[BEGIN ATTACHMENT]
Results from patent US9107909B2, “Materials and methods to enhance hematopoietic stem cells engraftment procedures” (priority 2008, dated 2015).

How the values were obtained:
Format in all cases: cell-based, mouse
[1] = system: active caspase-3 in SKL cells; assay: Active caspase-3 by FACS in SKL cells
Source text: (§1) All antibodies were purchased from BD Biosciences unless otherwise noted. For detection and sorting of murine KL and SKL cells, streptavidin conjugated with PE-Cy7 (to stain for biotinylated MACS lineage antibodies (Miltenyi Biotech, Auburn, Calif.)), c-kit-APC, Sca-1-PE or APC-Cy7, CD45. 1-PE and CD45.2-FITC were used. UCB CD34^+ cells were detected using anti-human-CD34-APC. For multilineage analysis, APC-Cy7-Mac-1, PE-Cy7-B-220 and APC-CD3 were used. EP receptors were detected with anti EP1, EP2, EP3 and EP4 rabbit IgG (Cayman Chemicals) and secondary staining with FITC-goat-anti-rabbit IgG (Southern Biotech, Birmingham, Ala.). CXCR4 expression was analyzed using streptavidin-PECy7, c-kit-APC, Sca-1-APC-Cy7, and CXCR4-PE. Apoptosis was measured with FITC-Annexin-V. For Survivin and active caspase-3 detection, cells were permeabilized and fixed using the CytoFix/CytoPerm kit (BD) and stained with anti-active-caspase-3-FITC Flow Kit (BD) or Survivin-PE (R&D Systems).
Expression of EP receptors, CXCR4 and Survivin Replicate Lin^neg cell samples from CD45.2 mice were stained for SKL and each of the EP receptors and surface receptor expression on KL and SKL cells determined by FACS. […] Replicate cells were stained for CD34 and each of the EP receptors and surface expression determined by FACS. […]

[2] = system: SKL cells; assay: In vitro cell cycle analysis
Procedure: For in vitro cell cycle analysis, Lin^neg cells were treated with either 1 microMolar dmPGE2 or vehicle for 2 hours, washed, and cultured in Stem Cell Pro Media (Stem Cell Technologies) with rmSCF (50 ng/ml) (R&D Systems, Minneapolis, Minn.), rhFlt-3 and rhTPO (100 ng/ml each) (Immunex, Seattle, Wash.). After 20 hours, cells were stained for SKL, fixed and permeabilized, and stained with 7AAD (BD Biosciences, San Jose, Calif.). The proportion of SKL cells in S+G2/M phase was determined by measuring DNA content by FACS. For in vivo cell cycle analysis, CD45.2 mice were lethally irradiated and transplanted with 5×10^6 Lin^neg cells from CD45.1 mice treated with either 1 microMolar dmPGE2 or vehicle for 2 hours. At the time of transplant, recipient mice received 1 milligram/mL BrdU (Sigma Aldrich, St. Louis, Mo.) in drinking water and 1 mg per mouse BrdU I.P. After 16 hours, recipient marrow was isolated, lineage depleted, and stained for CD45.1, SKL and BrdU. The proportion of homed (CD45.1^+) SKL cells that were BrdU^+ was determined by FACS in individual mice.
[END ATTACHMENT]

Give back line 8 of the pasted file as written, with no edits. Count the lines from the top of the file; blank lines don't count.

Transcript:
Procedure: For in vitro cell cycle analysis, Lin^neg cells were treated with either 1 microMolar dmPGE2 or vehicle for 2 hours, washed, and cultured in Stem Cell Pro Media (Stem Cell Technologies) with rmSCF (50 ng/ml) (R&D Systems, Minneapolis, Minn.), rhFlt-3 and rhTPO (100 ng/ml each) (Immunex, Seattle, Wash.). After 20 hours, cells were stained for SKL, fixed and permeabilized, and stained with 7AAD (BD Biosciences, San Jose, Calif.). The proportion of SKL cells in S+G2/M phase was determined by measuring DNA content by FACS. For in vivo cell cycle analysis, CD45.2 mice were lethally irradiated and transplanted with 5×10^6 Lin^neg cells from CD45.1 mice treated with either 1 microMolar dmPGE2 or vehicle for 2 hours. At the time of transplant, recipient mice received 1 milligram/mL BrdU (Sigma Aldrich, St. Louis, Mo.) in drinking water and 1 mg per mouse BrdU I.P. After 16 hours, recipient marrow was isolated, lineage depleted, and stained for CD45.1, SKL and BrdU. The proportion of homed (CD45.1^+) SKL cells that were BrdU^+ was determined by FACS in individual mice.